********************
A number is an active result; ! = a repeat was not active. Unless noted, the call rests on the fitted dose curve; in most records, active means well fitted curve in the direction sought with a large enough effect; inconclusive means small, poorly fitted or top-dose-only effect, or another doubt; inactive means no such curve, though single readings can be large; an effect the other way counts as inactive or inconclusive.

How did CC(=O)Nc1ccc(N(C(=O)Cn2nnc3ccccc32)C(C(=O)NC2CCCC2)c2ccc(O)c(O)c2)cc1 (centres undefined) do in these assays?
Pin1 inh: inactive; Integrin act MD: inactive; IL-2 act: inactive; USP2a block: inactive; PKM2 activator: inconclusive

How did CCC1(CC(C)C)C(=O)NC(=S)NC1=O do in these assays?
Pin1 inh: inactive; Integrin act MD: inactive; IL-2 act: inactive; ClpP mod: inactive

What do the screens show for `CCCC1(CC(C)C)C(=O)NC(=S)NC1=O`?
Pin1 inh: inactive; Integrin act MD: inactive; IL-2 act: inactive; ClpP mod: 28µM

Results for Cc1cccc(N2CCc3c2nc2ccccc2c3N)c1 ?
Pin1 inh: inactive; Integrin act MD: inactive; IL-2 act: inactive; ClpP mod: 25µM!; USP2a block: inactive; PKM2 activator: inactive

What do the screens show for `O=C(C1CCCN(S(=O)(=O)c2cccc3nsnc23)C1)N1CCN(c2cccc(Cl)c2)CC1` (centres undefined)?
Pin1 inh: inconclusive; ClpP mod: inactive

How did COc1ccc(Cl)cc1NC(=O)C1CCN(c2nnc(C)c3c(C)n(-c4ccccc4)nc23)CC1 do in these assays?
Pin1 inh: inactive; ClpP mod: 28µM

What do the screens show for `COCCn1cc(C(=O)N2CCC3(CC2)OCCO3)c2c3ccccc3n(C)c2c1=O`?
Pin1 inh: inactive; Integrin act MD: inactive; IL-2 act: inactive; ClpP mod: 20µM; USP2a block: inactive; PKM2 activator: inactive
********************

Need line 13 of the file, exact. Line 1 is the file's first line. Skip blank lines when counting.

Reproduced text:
Pin1 inh: inactive; ClpP mod: 28µM